Vidas: Hi guys, this is Vidas.
Ausra: And Ausra.
V: Let’s start episode 308 of Secrets of Organ Playing Podcast. This question was sent by Jaco, and he writes:
Thank you for your daily posts - it is really an inspiration!
I really like Bach's Toccata in d (Dorian). It is a piece that feels like it has perpetual motion - something always keeps moving in it. It is quite a difficult piece to master, but I decided to learn it. The edition I am playing from is the new 2012 urtext Breitkopf & Hartel edition. It indicates a trill in measure 29 on the top e in the RH (please see below). However, it does not indicate when this trill should stop. The note is held on for another 2 measures. When should that trill stop? I don't know how to play the RH in measure 30 if trill has to continue, since a lower voice starts with that hand halfway through measure 30.
Another question - I know the piece has to be played articulate legato. However, it does sound quite nice if the first 2 semiquavers on the motive on beat 1 and 3 are slurred (played legato). I have heard it on some recordings as well. Would this be considered acceptable to do?
Looking forward to your reply!
V: So, in measure 30, on the second half of that measure right hand, 16th notes enter. And, if you were to continue this trill, it would be impossible to play double-16th notes in the left hand in parallel 6ths, Ausra. What do you think?
A: Well, unless you would use the 5th and 4th finger to make the trill.
V: Oh, that’s...that’s torture!
A: It is! Or maybe you could play those 16th notes with your left hand.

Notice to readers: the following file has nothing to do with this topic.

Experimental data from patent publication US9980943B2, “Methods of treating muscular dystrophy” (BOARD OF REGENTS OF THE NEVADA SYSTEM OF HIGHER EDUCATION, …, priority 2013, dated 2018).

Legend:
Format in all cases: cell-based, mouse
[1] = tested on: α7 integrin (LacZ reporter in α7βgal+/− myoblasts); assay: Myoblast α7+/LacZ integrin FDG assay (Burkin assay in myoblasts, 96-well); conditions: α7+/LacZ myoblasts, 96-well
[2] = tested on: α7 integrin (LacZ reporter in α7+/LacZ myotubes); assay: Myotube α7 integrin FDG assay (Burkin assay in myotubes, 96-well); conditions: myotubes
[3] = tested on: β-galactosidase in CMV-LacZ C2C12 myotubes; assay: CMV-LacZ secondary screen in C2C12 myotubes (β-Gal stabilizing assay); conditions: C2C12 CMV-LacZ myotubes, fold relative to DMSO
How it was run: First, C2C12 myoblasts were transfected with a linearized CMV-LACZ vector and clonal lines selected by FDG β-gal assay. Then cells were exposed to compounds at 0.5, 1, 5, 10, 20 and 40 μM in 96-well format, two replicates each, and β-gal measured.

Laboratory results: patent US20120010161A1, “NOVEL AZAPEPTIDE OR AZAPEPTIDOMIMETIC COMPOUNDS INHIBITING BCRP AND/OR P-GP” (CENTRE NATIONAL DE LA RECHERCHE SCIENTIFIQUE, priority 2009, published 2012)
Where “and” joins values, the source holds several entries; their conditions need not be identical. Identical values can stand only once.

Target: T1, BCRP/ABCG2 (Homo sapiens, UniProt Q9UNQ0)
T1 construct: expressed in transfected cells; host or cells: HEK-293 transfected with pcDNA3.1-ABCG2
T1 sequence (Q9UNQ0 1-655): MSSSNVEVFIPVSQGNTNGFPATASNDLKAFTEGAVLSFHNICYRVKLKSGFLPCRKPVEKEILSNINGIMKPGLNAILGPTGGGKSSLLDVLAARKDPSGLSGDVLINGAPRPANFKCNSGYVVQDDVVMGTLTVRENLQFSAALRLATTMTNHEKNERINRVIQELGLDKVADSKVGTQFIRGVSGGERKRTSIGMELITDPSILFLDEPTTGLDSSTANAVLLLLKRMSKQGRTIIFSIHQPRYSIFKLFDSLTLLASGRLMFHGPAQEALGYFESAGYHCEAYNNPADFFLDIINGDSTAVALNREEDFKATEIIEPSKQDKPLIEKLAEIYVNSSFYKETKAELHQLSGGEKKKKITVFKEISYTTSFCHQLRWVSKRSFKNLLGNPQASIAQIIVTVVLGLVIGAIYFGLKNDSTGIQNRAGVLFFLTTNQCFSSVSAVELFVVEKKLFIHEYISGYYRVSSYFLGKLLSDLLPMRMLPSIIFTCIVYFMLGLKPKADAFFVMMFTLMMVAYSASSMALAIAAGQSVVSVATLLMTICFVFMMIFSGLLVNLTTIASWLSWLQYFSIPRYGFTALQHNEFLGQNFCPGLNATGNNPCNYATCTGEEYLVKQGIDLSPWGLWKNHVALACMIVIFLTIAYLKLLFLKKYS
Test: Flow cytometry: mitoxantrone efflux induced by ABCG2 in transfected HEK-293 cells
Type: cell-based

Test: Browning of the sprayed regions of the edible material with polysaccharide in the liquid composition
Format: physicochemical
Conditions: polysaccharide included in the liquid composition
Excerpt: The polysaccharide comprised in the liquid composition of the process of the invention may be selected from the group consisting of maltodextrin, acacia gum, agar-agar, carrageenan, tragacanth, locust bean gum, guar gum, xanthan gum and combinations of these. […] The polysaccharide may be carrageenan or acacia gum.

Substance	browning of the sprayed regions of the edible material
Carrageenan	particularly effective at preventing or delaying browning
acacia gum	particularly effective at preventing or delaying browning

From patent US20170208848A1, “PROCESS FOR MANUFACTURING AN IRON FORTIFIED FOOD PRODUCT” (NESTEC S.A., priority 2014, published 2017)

V: But you see, can many people play double-parallel-6ths in that tempo? In the really fast tempo?
A: I don’t think so. But it would be so nice, you know, to have that trill until the measure 31 where you have those chords in a cadence.
V: At least in the middle of 30, when the right hand enters with 16ths, too. But, you say you would try to play it with the left hand, right? Both voices that move in 16th notes.
A: That’s one of the possibilities.
V: Technically, it could be done,
A: Yes, it could be done…
V: Because the distance between those two parts is not more than one octave. So, technically, if you are good with your left hand, it could be done, but, in reality, not too many people can do this. Yes? So then, you sacrifice something.
A: Well, yes, but in general, while using the sense of your mind, I think you would stop playing that trill when the second voice in the right hand enters.
V: That’s what I’m thinking, too.
A: In the middle of the measure 30.
V: That’s right.
A: Is it measure 30? Yes.
V: Okay, so that’s our solution, and I think Jaco feels that way, too, because it’s impossible, really, to play perfectly the long trill and both voices in the left hand, unless you are a virtuoso.
A: I think that’s what Bach meant, to play the trill until the 16ths enter in the right hand.
V: What about playing a short trill, just like four or five notes?
A: I don’t think it will work in this piece. Could you go back to the score, please? ...because, as Jaco already said, it’s perpetual motion in this piece, and this starts right away with both hands, and pedal comes in here, and then you have the trill in the right hand, and if you want to play it or you do it very short, then I don’t think it will do good for that sense of motoric movement.